The Texas Historical Commission removed nearly two dozen race-related books from two former slave plantations after a White woman, Michelle Haas, complained about their presence at the sites' gift shops.
While visiting the Varner-Hogg plantation last year, the amateur Texas historian became enraged over an informational video that, in her mind, focused too much on slavery and not enough on the owners of the sugar plantation.
In emails sent to commission board member David Gravelle, Haas also voiced her displeasure over books found in the gift shop at both Varner-Hogg and nearby Levi Jordan plantation.
In an email to Gravelle in September of last year, Haas wrote:
“What a sh*tshow is this video."
"Add to that the fact that the activist staff member doing the buying for the gift shop thinks Ibram X. Kendi and 'White Rage' have a place at a historic site.”
Haas has her own book, 200 Years a Fraud, in which she disputes Solomon Northup’s claims in his 1853 memoir Twelve Years a Slave, arguing that such books paint the South in a bad light as slavery was “a socially acceptable and economically worthwhile practice worldwide at the time our thirteen colonies arose.”
According to Texas Monthly, Haas continued emailing Gravelle for the next eight months insisting the books, along with many others written about and by slaves, be removed.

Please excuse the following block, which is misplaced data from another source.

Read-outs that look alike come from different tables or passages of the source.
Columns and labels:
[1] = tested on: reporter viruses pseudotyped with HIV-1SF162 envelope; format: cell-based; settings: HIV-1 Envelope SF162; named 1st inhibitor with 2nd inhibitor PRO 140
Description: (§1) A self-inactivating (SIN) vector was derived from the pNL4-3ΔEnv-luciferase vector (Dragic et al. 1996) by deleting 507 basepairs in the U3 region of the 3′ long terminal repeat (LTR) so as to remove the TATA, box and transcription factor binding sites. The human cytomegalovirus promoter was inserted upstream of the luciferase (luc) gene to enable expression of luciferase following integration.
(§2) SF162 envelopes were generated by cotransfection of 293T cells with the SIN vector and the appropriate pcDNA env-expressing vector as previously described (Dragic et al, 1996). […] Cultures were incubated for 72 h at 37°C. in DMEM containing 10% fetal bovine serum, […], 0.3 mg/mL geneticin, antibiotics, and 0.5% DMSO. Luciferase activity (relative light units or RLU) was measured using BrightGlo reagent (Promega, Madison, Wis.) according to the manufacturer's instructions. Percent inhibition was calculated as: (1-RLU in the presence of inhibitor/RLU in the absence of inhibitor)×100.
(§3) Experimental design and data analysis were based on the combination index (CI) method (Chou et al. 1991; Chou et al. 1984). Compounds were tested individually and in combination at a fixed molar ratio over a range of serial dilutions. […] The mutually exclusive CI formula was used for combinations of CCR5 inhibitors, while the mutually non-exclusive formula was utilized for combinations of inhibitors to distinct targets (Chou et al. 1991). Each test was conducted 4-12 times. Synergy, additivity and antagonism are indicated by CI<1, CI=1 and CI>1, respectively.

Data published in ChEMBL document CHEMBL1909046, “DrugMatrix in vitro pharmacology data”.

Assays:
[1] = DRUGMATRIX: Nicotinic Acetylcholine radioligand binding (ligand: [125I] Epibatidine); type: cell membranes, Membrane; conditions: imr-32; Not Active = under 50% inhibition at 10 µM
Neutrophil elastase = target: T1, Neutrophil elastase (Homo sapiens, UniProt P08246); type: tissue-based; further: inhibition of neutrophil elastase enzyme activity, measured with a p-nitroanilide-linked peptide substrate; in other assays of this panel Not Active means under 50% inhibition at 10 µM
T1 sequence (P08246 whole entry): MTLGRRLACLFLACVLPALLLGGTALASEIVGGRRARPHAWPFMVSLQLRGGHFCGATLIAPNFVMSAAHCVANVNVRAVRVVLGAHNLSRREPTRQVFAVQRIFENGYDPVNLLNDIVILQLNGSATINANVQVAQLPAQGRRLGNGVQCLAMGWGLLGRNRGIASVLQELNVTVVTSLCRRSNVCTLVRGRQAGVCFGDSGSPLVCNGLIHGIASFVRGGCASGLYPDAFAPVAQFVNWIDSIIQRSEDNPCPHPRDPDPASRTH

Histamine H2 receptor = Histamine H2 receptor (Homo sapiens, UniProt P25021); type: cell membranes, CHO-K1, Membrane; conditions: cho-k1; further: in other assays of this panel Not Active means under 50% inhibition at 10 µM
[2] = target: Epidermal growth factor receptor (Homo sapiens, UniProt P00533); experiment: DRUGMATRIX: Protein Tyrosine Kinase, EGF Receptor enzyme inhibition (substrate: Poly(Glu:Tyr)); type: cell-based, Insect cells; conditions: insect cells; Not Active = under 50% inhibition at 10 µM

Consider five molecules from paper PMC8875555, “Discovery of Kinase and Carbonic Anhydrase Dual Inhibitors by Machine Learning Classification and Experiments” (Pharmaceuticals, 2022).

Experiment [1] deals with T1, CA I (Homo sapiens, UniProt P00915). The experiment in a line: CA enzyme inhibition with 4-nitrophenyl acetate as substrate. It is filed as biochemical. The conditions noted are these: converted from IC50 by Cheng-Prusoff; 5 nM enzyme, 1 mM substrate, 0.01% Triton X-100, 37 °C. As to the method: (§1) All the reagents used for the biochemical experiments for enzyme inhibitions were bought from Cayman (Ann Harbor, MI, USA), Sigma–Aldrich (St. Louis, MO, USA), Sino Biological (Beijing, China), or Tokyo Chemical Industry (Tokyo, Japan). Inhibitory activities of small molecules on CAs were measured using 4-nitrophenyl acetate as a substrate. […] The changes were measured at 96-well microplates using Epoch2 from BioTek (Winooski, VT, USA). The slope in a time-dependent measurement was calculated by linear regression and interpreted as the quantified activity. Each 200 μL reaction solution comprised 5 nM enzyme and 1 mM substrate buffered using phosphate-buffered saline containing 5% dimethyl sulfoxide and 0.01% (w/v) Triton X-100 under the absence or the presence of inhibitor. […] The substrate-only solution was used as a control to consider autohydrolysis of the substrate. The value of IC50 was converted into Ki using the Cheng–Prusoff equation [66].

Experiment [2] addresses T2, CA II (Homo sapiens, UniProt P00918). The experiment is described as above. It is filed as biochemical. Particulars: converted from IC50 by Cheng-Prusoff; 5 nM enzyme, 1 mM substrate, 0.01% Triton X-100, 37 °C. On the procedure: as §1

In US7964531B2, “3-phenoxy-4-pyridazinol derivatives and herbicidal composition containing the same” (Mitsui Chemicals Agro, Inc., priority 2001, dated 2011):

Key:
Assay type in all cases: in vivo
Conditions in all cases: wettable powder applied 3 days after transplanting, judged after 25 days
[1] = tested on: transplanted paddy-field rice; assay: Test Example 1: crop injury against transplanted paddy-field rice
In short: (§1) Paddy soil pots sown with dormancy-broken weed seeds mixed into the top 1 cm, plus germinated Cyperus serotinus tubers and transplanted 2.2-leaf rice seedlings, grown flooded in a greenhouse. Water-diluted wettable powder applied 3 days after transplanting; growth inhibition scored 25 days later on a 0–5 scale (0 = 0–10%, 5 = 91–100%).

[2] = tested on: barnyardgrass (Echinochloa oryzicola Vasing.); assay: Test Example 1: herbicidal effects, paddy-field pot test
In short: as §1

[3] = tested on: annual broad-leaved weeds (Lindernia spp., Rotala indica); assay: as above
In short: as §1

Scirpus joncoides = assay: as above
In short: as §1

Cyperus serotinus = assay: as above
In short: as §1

Eventually, Gravelle took the matter up with Historical Commission, requesting action.
White Rage by Anderson and Stamped From the Beginning by Kendi, along with 23 other titles Haas deemed inappropriate, are no longer available at the historic sites. Other titles removed include Roots by Alex Haley, Invisible Man by Ralph Ellison as well as autobiography of a slave girl and a book of Texas slave narratives.
People online were floored by Haas' request for the books' removal, but even more shocked by the commission's action.
The commission claimed the removal of books about slavery was part of an "inventory reduction plan" to halt all purchasing, sell through inventory, and identify merchandise to be removed.
Interestingly, there are now 39 titles for sale, down from the 87 available in June.
All 23 of Haas' proposed removals are no longer available for purchase on either plantation's website.